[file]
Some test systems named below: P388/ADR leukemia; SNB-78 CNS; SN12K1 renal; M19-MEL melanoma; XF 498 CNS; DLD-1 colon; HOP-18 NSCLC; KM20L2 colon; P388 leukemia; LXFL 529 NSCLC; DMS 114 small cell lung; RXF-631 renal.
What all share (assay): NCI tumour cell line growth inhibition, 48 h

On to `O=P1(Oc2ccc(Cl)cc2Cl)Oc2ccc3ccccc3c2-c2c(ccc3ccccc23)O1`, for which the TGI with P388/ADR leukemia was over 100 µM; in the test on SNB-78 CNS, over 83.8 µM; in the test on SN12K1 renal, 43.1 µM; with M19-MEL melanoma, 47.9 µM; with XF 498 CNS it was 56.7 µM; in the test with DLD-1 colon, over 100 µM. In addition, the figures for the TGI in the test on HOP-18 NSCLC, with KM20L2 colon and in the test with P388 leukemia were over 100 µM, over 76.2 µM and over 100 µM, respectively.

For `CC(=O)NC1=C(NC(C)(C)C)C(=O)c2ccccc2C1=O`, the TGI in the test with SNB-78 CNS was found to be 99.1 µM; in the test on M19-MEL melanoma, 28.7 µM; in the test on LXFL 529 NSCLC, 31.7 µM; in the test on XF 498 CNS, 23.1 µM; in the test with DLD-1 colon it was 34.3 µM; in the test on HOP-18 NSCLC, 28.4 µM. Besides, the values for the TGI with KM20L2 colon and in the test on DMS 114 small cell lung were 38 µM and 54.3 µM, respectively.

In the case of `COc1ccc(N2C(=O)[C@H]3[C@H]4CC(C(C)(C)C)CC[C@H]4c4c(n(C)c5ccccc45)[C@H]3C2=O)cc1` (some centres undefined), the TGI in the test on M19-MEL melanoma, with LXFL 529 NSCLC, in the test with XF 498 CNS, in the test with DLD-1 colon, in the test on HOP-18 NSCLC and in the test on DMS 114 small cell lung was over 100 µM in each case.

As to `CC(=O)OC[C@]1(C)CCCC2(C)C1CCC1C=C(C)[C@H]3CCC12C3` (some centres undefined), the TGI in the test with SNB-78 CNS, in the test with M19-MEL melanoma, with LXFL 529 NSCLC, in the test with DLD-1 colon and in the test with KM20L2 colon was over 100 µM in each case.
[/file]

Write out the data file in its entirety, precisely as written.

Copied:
Some test systems named below: P388/ADR leukemia; SNB-78 CNS; SN12K1 renal; M19-MEL melanoma; XF 498 CNS; DLD-1 colon; HOP-18 NSCLC; KM20L2 colon; P388 leukemia; LXFL 529 NSCLC; DMS 114 small cell lung; RXF-631 renal.
What all share (assay): NCI tumour cell line growth inhibition, 48 h

On to `O=P1(Oc2ccc(Cl)cc2Cl)Oc2ccc3ccccc3c2-c2c(ccc3ccccc23)O1`, for which the TGI with P388/ADR leukemia was over 100 µM; in the test on SNB-78 CNS, over 83.8 µM; in the test on SN12K1 renal, 43.1 µM; with M19-MEL melanoma, 47.9 µM; with XF 498 CNS it was 56.7 µM; in the test with DLD-1 colon, over 100 µM. In addition, the figures for the TGI in the test on HOP-18 NSCLC, with KM20L2 colon and in the test with P388 leukemia were over 100 µM, over 76.2 µM and over 100 µM, respectively.

For `CC(=O)NC1=C(NC(C)(C)C)C(=O)c2ccccc2C1=O`, the TGI in the test with SNB-78 CNS was found to be 99.1 µM; in the test on M19-MEL melanoma, 28.7 µM; in the test on LXFL 529 NSCLC, 31.7 µM; in the test on XF 498 CNS, 23.1 µM; in the test with DLD-1 colon it was 34.3 µM; in the test on HOP-18 NSCLC, 28.4 µM. Besides, the values for the TGI with KM20L2 colon and in the test on DMS 114 small cell lung were 38 µM and 54.3 µM, respectively.

In the case of `COc1ccc(N2C(=O)[C@H]3[C@H]4CC(C(C)(C)C)CC[C@H]4c4c(n(C)c5ccccc45)[C@H]3C2=O)cc1` (some centres undefined), the TGI in the test on M19-MEL melanoma, with LXFL 529 NSCLC, in the test with XF 498 CNS, in the test with DLD-1 colon, in the test on HOP-18 NSCLC and in the test on DMS 114 small cell lung was over 100 µM in each case.

As to `CC(=O)OC[C@]1(C)CCCC2(C)C1CCC1C=C(C)[C@H]3CCC12C3` (some centres undefined), the TGI in the test with SNB-78 CNS, in the test with M19-MEL melanoma, with LXFL 529 NSCLC, in the test with DLD-1 colon and in the test with KM20L2 colon was over 100 µM in each case.